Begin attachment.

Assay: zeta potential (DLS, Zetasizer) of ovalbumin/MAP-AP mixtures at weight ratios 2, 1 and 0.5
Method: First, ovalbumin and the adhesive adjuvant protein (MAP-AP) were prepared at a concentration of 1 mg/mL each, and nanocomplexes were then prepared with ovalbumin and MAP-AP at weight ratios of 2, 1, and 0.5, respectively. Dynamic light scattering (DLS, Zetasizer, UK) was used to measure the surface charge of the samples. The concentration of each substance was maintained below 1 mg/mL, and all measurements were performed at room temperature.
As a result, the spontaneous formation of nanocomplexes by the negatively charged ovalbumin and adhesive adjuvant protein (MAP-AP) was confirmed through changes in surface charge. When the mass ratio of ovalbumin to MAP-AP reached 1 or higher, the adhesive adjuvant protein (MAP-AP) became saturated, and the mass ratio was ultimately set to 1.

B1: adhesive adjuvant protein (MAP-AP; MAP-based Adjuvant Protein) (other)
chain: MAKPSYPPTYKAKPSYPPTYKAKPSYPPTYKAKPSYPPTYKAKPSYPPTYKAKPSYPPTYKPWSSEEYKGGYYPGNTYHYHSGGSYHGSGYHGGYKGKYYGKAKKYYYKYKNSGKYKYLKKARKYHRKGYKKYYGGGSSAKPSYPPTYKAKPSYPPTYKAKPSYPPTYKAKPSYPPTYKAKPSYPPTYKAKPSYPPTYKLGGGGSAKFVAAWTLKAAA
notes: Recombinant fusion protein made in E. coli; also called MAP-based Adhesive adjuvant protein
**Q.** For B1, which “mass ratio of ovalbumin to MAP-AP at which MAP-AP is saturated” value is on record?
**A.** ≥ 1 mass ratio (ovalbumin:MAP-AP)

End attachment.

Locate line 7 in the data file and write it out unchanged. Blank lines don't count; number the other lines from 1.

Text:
**Q.** For B1, which “mass ratio of ovalbumin to MAP-AP at which MAP-AP is saturated” value is on record?